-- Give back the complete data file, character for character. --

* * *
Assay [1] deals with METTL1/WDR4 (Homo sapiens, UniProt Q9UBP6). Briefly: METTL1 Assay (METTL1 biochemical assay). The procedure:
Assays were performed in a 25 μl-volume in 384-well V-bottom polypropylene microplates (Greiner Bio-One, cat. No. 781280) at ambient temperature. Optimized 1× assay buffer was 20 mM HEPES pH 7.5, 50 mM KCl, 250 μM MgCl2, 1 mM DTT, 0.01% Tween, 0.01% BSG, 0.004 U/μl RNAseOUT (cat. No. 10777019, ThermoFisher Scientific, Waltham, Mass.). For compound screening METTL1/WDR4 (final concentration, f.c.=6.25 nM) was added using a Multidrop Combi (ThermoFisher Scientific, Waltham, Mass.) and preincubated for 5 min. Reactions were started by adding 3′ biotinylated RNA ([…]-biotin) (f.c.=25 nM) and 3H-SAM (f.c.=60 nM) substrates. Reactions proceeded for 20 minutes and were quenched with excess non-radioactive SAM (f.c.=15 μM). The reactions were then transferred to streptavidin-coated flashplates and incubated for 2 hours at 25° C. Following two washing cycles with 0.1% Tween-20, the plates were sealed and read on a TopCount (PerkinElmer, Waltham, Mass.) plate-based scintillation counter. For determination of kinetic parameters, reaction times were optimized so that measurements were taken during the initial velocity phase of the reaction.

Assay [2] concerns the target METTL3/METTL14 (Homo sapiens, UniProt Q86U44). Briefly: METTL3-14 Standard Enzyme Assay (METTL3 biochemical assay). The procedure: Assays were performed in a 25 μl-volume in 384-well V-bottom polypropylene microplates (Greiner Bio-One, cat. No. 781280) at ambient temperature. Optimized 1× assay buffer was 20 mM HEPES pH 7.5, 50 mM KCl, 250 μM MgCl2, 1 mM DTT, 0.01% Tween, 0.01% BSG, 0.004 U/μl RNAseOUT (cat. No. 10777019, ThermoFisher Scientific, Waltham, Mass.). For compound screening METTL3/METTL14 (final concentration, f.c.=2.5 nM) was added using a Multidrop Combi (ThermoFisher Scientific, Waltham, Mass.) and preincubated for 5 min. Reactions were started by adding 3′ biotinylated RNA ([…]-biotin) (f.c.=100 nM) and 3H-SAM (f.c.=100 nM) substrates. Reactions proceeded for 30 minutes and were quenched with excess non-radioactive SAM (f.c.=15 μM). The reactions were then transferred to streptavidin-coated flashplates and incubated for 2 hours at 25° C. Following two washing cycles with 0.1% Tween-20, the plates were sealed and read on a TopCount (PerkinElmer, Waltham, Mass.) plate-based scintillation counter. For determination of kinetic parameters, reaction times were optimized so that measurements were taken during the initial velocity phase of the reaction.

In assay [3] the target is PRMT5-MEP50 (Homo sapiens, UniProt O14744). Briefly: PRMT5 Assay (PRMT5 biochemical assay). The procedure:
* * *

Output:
Assay [1] deals with METTL1/WDR4 (Homo sapiens, UniProt Q9UBP6). Briefly: METTL1 Assay (METTL1 biochemical assay). The procedure:
Assays were performed in a 25 μl-volume in 384-well V-bottom polypropylene microplates (Greiner Bio-One, cat. No. 781280) at ambient temperature. Optimized 1× assay buffer was 20 mM HEPES pH 7.5, 50 mM KCl, 250 μM MgCl2, 1 mM DTT, 0.01% Tween, 0.01% BSG, 0.004 U/μl RNAseOUT (cat. No. 10777019, ThermoFisher Scientific, Waltham, Mass.). For compound screening METTL1/WDR4 (final concentration, f.c.=6.25 nM) was added using a Multidrop Combi (ThermoFisher Scientific, Waltham, Mass.) and preincubated for 5 min. Reactions were started by adding 3′ biotinylated RNA ([…]-biotin) (f.c.=25 nM) and 3H-SAM (f.c.=60 nM) substrates. Reactions proceeded for 20 minutes and were quenched with excess non-radioactive SAM (f.c.=15 μM). The reactions were then transferred to streptavidin-coated flashplates and incubated for 2 hours at 25° C. Following two washing cycles with 0.1% Tween-20, the plates were sealed and read on a TopCount (PerkinElmer, Waltham, Mass.) plate-based scintillation counter. For determination of kinetic parameters, reaction times were optimized so that measurements were taken during the initial velocity phase of the reaction.

Assay [2] concerns the target METTL3/METTL14 (Homo sapiens, UniProt Q86U44). Briefly: METTL3-14 Standard Enzyme Assay (METTL3 biochemical assay). The procedure: Assays were performed in a 25 μl-volume in 384-well V-bottom polypropylene microplates (Greiner Bio-One, cat. No. 781280) at ambient temperature. Optimized 1× assay buffer was 20 mM HEPES pH 7.5, 50 mM KCl, 250 μM MgCl2, 1 mM DTT, 0.01% Tween, 0.01% BSG, 0.004 U/μl RNAseOUT (cat. No. 10777019, ThermoFisher Scientific, Waltham, Mass.). For compound screening METTL3/METTL14 (final concentration, f.c.=2.5 nM) was added using a Multidrop Combi (ThermoFisher Scientific, Waltham, Mass.) and preincubated for 5 min. Reactions were started by adding 3′ biotinylated RNA ([…]-biotin) (f.c.=100 nM) and 3H-SAM (f.c.=100 nM) substrates. Reactions proceeded for 30 minutes and were quenched with excess non-radioactive SAM (f.c.=15 μM). The reactions were then transferred to streptavidin-coated flashplates and incubated for 2 hours at 25° C. Following two washing cycles with 0.1% Tween-20, the plates were sealed and read on a TopCount (PerkinElmer, Waltham, Mass.) plate-based scintillation counter. For determination of kinetic parameters, reaction times were optimized so that measurements were taken during the initial velocity phase of the reaction.

In assay [3] the target is PRMT5-MEP50 (Homo sapiens, UniProt O14744). Briefly: PRMT5 Assay (PRMT5 biochemical assay). The procedure: